In this example, we used "meets eyes" to show a connection between the two characters, and "simper" -- which means "to smile or gesture in an affectedly coquettish, coy, or ingratiating manner" — to convey her cute, playfulness toward him.

Note: Sometimes simple words are fine to use, like "Jane Parker smiles." Would another word be more appropriate for your action? Use your judgement.

Necessary Description

Occasionally, description is necessary to set the scene. This does not mean you should go over-the-top, though, like in the examples given above. You should be descriptive if you're trying to evoke a sense, make a point of something, et cetera.


Lily Oakley's apartment reeks of cigarette smoke. ✓ (evokes a sense of smell, makes a point of Lily being a smoker)

Lily Oakley's car rattles and squeaks. ✓ (evokes a sense of sound, makes a point of Lily driving a cheap car)

Redundancy & Other Unnecessary Words

You also have to watch out for redundancy and unnecessary modifiers. We want to write as concise as possible.


Jack Iatone quickly speeds downstairs. ✗
Jack Iatone speeds downstairs. ✓

We removed "quickly" since "speeds" already implies quickness.

Heather Murphy accepts the free gift, an unexpected surprise from her boyfriend. ✗
Heather Murphy accepts the gift, a surprise from her boyfriend. ✓

A gift is always free, so "free" is not needed here. The same applies to "unexpected surprise" -- surprises are always unexpected, so we can omit that from our action.

Emma Olson looks up at the ceiling. ✗
Emma Olson looks at the ceiling. ✓

We removed "up" because where else is a ceiling (or the sky, in another example)?

Emma Olson sits down on the floor. ✗
Emma Olson sits on the floor. ✓
Emma Olson sits down on the chair. ✗
Emma Olson sits on the chair. ✓

Again, where else is the floor or the chair?


"Sometimes when we go into detail, we provide unnecessary information. Why do we need to know your character's exact cup size, for example? Most of the time, "voluptuous" and "top-heavy" are enough. the same applies to people who like to role-play their tuned-out cars in detail. Unless it's important to the scene, we don't need to know everything about your character's car. What purpose does it serve to tell us your character's car has underbody neon lights and 15" alloy rims? Instead, maybe tell us her car is covered in dents and scratches, implying she's a careless driver."

"The longer the action does not mean the better. you don't want to bore the reader/role-player with unnecessary details and wordy actions. What I'm suggesting with this guide is to be concise with your writing. Make your actions count."

"Details are fine as long as they're important to the scene. Detailing everything to prove the point that you're "a better, more experienced role-player" or just because that's you is wrong."

"Clumping a few actions into one isn't detailed role-play. For example, everyone knows how to sit. Why do you need to include "bends her knees", when your action could've ended with "sits on the sofa"?"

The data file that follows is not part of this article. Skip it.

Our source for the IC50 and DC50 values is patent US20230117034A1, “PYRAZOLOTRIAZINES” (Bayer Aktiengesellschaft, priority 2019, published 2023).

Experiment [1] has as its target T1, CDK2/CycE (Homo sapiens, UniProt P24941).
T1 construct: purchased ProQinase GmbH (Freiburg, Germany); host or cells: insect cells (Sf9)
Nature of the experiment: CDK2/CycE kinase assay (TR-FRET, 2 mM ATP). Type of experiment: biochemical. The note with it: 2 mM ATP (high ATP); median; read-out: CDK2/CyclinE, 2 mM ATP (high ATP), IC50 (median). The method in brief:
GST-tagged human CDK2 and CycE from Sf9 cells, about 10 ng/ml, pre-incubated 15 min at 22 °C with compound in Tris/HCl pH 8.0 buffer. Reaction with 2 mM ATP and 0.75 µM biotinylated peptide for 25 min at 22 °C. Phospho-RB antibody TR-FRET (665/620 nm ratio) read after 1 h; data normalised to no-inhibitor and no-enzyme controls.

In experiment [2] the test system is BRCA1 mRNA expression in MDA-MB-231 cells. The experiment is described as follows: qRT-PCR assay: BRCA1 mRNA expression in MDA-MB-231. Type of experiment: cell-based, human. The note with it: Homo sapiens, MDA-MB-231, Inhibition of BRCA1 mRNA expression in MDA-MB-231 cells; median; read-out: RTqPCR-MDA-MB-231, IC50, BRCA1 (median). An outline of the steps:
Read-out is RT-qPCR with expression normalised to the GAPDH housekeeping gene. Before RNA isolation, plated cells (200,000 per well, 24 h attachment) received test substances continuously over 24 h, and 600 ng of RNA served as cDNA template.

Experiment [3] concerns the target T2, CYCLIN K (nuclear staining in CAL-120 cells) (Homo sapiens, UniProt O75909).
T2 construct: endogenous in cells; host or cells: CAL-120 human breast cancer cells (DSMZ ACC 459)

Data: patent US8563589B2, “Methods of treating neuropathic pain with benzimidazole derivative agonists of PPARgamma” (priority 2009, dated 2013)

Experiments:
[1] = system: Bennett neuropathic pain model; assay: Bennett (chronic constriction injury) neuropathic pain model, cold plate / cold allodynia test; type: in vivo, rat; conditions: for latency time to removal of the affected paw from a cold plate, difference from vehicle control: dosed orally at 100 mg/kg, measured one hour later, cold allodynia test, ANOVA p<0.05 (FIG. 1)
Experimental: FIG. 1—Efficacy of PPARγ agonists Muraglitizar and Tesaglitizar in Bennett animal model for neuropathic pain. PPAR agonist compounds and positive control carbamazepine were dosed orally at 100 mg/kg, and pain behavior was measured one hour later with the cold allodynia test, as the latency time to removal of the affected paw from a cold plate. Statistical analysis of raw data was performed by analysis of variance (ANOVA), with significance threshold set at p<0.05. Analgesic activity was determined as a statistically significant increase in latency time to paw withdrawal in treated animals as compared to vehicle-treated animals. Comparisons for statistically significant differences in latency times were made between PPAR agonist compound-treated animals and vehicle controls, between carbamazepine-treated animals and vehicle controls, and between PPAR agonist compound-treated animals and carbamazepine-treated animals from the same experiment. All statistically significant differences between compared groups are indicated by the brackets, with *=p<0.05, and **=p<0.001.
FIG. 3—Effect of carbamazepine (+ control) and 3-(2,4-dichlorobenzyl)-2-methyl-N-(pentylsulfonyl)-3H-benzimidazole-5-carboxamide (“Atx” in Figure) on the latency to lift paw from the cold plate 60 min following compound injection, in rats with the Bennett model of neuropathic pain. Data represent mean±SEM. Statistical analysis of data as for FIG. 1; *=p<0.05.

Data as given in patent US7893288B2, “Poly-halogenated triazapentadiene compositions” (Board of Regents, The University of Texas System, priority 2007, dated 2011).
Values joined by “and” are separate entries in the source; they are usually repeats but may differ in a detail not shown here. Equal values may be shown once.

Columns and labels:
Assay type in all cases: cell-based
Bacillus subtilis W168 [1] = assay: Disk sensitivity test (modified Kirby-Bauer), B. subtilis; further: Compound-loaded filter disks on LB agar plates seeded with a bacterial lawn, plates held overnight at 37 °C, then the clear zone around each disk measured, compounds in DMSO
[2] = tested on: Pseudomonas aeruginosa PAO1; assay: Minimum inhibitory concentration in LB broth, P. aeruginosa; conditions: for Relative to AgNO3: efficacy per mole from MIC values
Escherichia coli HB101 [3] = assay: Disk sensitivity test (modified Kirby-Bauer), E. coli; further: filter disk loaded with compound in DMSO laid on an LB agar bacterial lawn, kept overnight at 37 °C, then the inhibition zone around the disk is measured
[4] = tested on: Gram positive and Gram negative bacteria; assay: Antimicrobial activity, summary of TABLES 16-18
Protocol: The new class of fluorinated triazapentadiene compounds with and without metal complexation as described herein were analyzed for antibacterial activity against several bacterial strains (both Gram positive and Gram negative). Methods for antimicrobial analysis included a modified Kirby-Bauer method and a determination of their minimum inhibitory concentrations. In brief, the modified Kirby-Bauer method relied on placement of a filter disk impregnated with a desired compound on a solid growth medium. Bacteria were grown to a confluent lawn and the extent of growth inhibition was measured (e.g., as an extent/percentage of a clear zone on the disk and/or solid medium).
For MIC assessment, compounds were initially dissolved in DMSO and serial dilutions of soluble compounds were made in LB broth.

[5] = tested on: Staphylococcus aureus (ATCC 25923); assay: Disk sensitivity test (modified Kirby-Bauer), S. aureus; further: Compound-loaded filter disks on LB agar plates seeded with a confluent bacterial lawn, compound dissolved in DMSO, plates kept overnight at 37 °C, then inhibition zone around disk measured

There are always going to be stubborn individuals who won't understand what most role-players are trying to express through modern means of role-playing, yet it is better to try and understand rather than outright deny the validity of the fact that role-play has changed and many of us are guilty of doing it all wrong sometimes.

The beauty of role-play is the reader's imagination. It doesn't matter what you think unless you have this fixated idea of getting a whole scene to play out exactly as you vision it. It unfortunately doesn't work that way and you're not a production director. So instead of giving a ton of unnecessary details, it's better to put it out in a simple way and let the reader use their imagination for the rest. It lets people think, or see what they want and that's what everybody wants.

Hope this was helpful. Thanks to my friend and me.



Dec 30, 2017
I like the guide, although the roleplay style for me personally, depends on a given situation. Good job nonetheless, as it was a fun read.


Silver Member
Jul 15, 2016
was good to read. quite useful for slow typers and new roleplayers


Silver Member
May 30, 2016
your clubhouse
./me blinks an eye, tilting his head to center view as he looks at the wall and move his facial muscles when he notices the black spot on the white wallpaper. He moves his left leg and right leg and activates his leg muscles and brings it to the edge of the couch. He then tilts his head down and slightly leans in to look for his black and white-strapped slipper on the brown-tiled floor. He then moves his jaw, opening his mouth, and exhales air as he yawns normally for 6,714 milliseconds. He then finally trigger his ankle muscles and straightens his leg bones to stand up, ensuring his slipper is worn on his feet. He takes about ten steps forward with minimal noise until he reaches the white wall.


Retired Admin
Nov 29, 2010
The Netherlands
It's a guide, not a rule. Deleted all meme, toxic and derailing comments. You're not obligated to RP like this, it's only a different view on the matter.